SILVER SPRING, Maryland-The FDA’s Oncologic Drugs Advisory Committee (ODAC) has unanimously recommended that the agency amend the labeling of Herceptin (trastuzumab, Genentech) to include a new gene-detection test to identify women with metastatic breast cancer who are likely to benefit from the therapy. The 16-to-0 vote backed adding the PathVysion HER-2 DNA Probe Kit to the labeling. The kit is made by Vysis, Inc., now owned by Abbott Laboratories.
SILVER SPRING, MarylandThe FDA’s Oncologic Drugs Advisory Committee (ODAC) has unanimously recommended that the agency amend the labeling of Herceptin (trastuzumab, Genentech) to include a new gene-detection test to identify women with metastatic breast cancer who are likely to benefit from the therapy. The 16-to-0 vote backed adding the PathVysion HER-2 DNA Probe Kit to the labeling. The kit is made by Vysis, Inc., now owned by Abbott Laboratories.
The FDA approved Herceptin, a humanized monoclonal antibody, in September 1998 for use in combination with paclitaxel (Taxol) as a first-line treatment for women with metastatic breast cancer whose tumors overexpress the protein HER-2, an epidermal growth factor receptor. The antibody is also approved as a single-agent therapy for HER-2-positive patients as second- and third-line therapy.
Currently, the FDA has approved two tests for selecting Herceptin patients, the HercepTest (DAKO, Inc.) and Pathway (Ventana, Inc.), although only the HercepTest is listed in the Herceptin package insert. Both tests rely on immunohistochemistry (IHC) to assess HER-2 status.
The PathVy-sion kit, on the other hand, uses fluorescence in situ hybridization (FISH), which can determine the number of HER-2 genes in a woman’s breast cancer cells. The gene codes for the HER-2 protein, and thus its amplification in a tumor cell can reveal a patient’s potential to respond to Herceptin therapy.
"A direct correlation exists between gene amplification and overexpression," said Michael Press, MD, PhD, professor of pathology, University of Southern California Norris Comprehensive Cancer Center. "Amplification, as determined by FISH, is a clinically meaningful measure associated with poor prognosis and predictive of therapeutic response."
Dr. Press described the biology of HER-2 and the ways to assess it on behalf of Genentech.
The sponsor presented two studies in support of adding PathVysion to the Herceptin package inserta concordance study between the FISH test and the IHC test used as the Herceptin clinical trials assay and a clinical outcomes study that assessed FISH using archived tissue from Herceptin trials.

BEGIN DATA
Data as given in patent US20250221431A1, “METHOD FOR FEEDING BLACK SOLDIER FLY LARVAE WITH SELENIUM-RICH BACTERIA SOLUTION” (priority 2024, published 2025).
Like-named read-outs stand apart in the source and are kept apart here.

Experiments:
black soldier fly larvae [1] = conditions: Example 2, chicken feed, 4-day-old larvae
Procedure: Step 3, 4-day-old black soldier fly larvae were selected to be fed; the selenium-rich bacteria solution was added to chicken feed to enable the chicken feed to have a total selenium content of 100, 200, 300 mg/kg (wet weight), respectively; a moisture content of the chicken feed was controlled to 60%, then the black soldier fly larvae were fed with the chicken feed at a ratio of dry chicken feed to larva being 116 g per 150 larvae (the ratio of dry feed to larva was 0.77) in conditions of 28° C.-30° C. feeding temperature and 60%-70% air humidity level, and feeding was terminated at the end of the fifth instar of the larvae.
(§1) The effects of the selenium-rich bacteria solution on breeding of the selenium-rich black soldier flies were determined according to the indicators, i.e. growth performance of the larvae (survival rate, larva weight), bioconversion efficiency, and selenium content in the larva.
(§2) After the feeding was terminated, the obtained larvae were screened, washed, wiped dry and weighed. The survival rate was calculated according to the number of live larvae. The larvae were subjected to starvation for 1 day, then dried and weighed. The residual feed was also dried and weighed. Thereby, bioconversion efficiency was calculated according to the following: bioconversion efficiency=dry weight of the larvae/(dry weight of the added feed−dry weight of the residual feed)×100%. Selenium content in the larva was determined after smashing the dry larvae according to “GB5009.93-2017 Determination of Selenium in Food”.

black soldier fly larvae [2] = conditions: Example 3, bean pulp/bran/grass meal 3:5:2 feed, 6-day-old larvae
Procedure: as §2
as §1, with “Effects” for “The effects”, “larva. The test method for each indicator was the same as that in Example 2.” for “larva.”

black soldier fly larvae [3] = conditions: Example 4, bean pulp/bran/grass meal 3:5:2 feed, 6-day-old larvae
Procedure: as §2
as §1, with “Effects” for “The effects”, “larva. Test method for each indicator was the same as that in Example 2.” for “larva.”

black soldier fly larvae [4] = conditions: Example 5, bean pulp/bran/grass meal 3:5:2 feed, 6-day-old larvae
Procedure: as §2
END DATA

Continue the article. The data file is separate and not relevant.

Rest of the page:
"The Herceptin pivotal trials represent the only large database available to correlate HER-2 diagnostics with treatment outcome," said Robert D. Mass, MD, Genentech’s associate director for oncology.
The first study showed a concordance of 82% between PathVysion and the clinical trials assay. "The level of concordance between PathVysion and the clinical trials assay is consistent with HercepTest," Dr. Mass said. "PathVysion will provide a similar performance compared to HercepTest when used as a surrogate for the clinical trials assay to select patients for Herceptin therapy."
The outcomes analysis presented by Genentech explored the relationship between patients’ FISH statuspositive (more than two HER-2 genes) or negative (two genes or less)and the clinical benefits of Herceptin. The retrospective study compared response rate, time to disease progression, and survival for the 96% of the 799 patients who took part in three Herceptin trials for whom FISH results were obtained.
Among 163 participants with one or two prior chemotherapy treatments, 20% of the FISH-positive but none of the FISH-negative patients showed a clinical response.
The analysis also looked at 451 patients who had no previous chemotherapy and who were treated with either chemotherapy alone or chemotherapy plus Herceptin.
In the FISH-positive group, 30% treated with chemotherapy-only and 54% of the chemotherapy-plus-Herceptin patients showed a clinical response. Among FISH-negative patients, the response rate was 38% for those receiving only chemotherapy and 40% for those receiving both.
FISH-positive women also did better than those found to be FISH-negative in terms of time to disease progression and survival when treated with Herceptin.
FDA medical reviewer Susan Jerian, MD, called the concordance between FISH and the clinical trials assay "moderate" and said the agency’s analysis found that between 11% and 13% of patients who test positive by IHC, and therefore might benefit from Herceptin, would not be selected by FISH.
"There are insufficient data to definitively describe the predictive capability of FISH as the first and only test to identify patients who would benefit from trastuzumab therapy," she told the committee. "Direct comparative claims or statements of equivalence or superiority between FISH and IHC cannot be made."
After several panel members suggested that the PathVysion test did offer benefit, especially among certain subpopulations, Timothy O’Leary, MD, PhD, of the Armed Forces Institute of Pathology, an ODAC voting consultant, suggested that it is important to offer physicians an additional assay choice but to carefully explain the differences between the FISH and IHC methods and results.
Several members also noted evidence of considerable variation among laboratories in the results they obtain when using FISH and questioned whether this might not lead to false positives or false negatives. But after a long discussion, the panel expressed its favorable view by recommending the addition of PathVy-sion to the Herceptin package insert.